Milan 2015

Want to eat like a world leader? Check out this menu.

U.N. chefs prepared and served meals to world leaders that were made from old but perfectly edible produce to help reduce food waste.

How will we feed 9 billion people in 2050?

The world population is expected to reach 9 billion by 2050. Simple, smart investments in agricultural production can ensure food security for all of them.

5 facts you probably don’t know about biotechnology (but should)

After hundreds of studies, scientists around the world say biotechnology is just as safe as products obtained through conventional agriculture.

Who’s cooking? Michelle Obama in Milan.

First lady Michelle Obama visits the 2015 World Expo in Milan to promote healthy eating.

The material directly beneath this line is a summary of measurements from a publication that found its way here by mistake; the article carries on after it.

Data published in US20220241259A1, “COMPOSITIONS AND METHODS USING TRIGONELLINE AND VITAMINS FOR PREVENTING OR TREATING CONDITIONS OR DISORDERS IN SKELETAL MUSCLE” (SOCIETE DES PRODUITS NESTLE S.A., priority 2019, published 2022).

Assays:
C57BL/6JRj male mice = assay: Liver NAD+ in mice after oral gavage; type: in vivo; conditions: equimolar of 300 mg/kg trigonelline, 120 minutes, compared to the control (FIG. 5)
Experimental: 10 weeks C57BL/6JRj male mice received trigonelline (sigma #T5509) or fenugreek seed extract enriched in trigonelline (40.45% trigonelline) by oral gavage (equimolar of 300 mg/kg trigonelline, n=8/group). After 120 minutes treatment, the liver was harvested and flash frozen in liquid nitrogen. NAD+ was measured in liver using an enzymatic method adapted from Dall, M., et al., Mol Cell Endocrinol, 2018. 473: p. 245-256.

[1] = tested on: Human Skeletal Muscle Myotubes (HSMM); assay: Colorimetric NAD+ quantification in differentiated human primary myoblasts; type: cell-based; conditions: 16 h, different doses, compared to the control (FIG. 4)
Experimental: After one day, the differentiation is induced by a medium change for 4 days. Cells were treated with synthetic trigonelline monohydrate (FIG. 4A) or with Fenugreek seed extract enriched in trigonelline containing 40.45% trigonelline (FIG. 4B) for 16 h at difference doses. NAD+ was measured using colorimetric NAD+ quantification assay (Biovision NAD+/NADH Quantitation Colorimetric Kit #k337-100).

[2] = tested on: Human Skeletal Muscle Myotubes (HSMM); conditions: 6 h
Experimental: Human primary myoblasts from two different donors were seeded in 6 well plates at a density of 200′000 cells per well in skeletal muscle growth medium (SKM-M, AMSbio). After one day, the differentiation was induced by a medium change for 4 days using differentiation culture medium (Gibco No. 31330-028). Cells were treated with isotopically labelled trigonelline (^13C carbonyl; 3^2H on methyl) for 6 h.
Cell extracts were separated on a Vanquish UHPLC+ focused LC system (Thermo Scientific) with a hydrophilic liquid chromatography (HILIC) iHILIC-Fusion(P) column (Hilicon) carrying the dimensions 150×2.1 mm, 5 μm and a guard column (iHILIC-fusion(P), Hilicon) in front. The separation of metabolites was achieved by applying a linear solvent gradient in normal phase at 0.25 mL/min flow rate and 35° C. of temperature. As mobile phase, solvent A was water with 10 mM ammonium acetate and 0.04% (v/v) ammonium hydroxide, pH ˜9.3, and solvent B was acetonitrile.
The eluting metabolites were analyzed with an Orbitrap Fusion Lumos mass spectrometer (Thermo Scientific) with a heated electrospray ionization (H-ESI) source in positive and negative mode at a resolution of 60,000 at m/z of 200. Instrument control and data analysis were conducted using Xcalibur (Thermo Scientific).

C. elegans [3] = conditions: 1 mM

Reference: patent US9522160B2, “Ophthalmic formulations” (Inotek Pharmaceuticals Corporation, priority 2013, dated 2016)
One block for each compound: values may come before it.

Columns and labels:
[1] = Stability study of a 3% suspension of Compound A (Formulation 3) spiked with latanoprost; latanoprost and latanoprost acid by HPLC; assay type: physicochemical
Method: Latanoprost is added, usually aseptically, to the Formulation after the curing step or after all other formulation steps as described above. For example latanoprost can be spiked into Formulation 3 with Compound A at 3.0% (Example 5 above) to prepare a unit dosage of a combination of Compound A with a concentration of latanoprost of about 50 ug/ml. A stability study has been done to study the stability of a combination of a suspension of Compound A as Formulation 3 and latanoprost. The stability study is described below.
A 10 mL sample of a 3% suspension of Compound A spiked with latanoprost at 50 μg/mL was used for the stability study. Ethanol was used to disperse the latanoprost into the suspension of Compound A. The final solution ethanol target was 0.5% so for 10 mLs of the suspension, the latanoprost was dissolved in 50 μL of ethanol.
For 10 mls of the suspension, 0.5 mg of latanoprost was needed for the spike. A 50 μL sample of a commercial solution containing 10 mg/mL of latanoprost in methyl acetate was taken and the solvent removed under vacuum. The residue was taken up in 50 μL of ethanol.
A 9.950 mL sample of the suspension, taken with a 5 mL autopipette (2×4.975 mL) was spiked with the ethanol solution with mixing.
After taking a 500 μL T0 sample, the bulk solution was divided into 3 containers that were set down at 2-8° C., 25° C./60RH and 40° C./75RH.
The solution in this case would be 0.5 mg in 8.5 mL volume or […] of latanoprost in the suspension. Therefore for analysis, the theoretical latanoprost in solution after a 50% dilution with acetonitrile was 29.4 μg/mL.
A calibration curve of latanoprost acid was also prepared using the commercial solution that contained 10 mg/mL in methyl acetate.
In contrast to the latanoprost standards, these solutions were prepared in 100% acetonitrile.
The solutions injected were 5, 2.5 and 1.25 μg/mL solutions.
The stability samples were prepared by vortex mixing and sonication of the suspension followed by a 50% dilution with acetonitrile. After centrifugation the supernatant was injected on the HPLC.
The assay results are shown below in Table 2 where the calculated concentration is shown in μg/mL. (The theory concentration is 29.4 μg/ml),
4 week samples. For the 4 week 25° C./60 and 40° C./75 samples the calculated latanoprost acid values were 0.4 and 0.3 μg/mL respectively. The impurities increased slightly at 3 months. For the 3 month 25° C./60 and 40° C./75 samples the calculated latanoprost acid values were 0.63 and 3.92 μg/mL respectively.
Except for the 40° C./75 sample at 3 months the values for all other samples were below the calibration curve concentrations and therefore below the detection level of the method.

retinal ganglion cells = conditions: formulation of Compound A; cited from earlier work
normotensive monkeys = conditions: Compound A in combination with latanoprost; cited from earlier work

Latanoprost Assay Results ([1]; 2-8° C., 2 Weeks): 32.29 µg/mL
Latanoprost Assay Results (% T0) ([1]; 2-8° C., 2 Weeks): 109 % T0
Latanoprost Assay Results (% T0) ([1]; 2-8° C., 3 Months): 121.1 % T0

U.S. students give the world something to chew on in Milan

The USA Pavilion at the Milan Expo opened May 1. Student ambassadors guide visitors through a journey of U.S. innovation to address global food challenges.

Delicious flavors, compliments of the USA

Chefs around the globe use high-quality fruits, vegetables and meats that are native to the United States to make delicious and nutritious meals.

America’s cooking up something delicious and sustainable

U.S. innovation is helping reduce hunger and malnutrition around the globe. Learn more at the USA Pavilion at the World Expo in Milan, May 1–October 31, 2015.

Better eating — and less waste — through science

Biotechnology can improve crop traits to inhibit browning or bruising. That single change can make the food system more efficient and sustainable.

Forget what you’ve heard about U.S. fast food. Many Americans like...

When it comes to food, a lot of Americans are going back to basics. Thanks in part to the Slow Food movement, chefs and diners are rediscovering homestyle food that is simply prepared using the freshest ingredients.